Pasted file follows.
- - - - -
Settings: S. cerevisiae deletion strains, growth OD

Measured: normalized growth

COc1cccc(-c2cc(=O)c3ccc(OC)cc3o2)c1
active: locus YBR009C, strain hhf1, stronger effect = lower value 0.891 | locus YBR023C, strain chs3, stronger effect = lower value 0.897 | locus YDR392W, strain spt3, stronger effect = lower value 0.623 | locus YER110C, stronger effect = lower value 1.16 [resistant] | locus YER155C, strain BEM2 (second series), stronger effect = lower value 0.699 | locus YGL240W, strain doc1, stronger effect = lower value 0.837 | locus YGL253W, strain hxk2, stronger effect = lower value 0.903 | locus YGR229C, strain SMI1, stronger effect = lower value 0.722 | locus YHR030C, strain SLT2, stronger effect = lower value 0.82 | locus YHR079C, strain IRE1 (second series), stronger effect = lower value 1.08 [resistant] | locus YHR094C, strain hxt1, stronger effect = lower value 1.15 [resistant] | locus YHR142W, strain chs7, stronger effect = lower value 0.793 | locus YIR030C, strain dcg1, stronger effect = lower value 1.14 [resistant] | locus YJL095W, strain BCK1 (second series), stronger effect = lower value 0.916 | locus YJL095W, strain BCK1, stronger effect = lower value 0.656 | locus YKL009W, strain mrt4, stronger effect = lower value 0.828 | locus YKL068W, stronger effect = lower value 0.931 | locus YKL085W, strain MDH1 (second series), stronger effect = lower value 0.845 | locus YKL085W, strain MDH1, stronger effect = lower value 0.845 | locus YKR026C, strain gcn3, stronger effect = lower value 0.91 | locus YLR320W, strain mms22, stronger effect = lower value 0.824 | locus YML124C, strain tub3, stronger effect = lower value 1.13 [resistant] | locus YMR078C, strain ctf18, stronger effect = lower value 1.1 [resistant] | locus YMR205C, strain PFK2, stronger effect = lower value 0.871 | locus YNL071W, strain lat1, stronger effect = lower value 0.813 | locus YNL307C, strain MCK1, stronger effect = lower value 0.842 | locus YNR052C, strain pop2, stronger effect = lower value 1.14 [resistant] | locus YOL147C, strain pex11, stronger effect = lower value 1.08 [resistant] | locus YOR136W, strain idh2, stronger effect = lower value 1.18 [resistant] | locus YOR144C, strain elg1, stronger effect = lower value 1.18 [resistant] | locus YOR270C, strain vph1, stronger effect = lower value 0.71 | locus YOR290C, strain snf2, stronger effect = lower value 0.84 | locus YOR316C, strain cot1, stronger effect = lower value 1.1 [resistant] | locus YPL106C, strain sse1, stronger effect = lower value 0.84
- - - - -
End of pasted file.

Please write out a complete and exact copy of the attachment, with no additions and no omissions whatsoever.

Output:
Settings: S. cerevisiae deletion strains, growth OD

Measured: normalized growth

COc1cccc(-c2cc(=O)c3ccc(OC)cc3o2)c1
active: locus YBR009C, strain hhf1, stronger effect = lower value 0.891 | locus YBR023C, strain chs3, stronger effect = lower value 0.897 | locus YDR392W, strain spt3, stronger effect = lower value 0.623 | locus YER110C, stronger effect = lower value 1.16 [resistant] | locus YER155C, strain BEM2 (second series), stronger effect = lower value 0.699 | locus YGL240W, strain doc1, stronger effect = lower value 0.837 | locus YGL253W, strain hxk2, stronger effect = lower value 0.903 | locus YGR229C, strain SMI1, stronger effect = lower value 0.722 | locus YHR030C, strain SLT2, stronger effect = lower value 0.82 | locus YHR079C, strain IRE1 (second series), stronger effect = lower value 1.08 [resistant] | locus YHR094C, strain hxt1, stronger effect = lower value 1.15 [resistant] | locus YHR142W, strain chs7, stronger effect = lower value 0.793 | locus YIR030C, strain dcg1, stronger effect = lower value 1.14 [resistant] | locus YJL095W, strain BCK1 (second series), stronger effect = lower value 0.916 | locus YJL095W, strain BCK1, stronger effect = lower value 0.656 | locus YKL009W, strain mrt4, stronger effect = lower value 0.828 | locus YKL068W, stronger effect = lower value 0.931 | locus YKL085W, strain MDH1 (second series), stronger effect = lower value 0.845 | locus YKL085W, strain MDH1, stronger effect = lower value 0.845 | locus YKR026C, strain gcn3, stronger effect = lower value 0.91 | locus YLR320W, strain mms22, stronger effect = lower value 0.824 | locus YML124C, strain tub3, stronger effect = lower value 1.13 [resistant] | locus YMR078C, strain ctf18, stronger effect = lower value 1.1 [resistant] | locus YMR205C, strain PFK2, stronger effect = lower value 0.871 | locus YNL071W, strain lat1, stronger effect = lower value 0.813 | locus YNL307C, strain MCK1, stronger effect = lower value 0.842 | locus YNR052C, strain pop2, stronger effect = lower value 1.14 [resistant] | locus YOL147C, strain pex11, stronger effect = lower value 1.08 [resistant] | locus YOR136W, strain idh2, stronger effect = lower value 1.18 [resistant] | locus YOR144C, strain elg1, stronger effect = lower value 1.18 [resistant] | locus YOR270C, strain vph1, stronger effect = lower value 0.71 | locus YOR290C, strain snf2, stronger effect = lower value 0.84 | locus YOR316C, strain cot1, stronger effect = lower value 1.1 [resistant] | locus YPL106C, strain sse1, stronger effect = lower value 0.84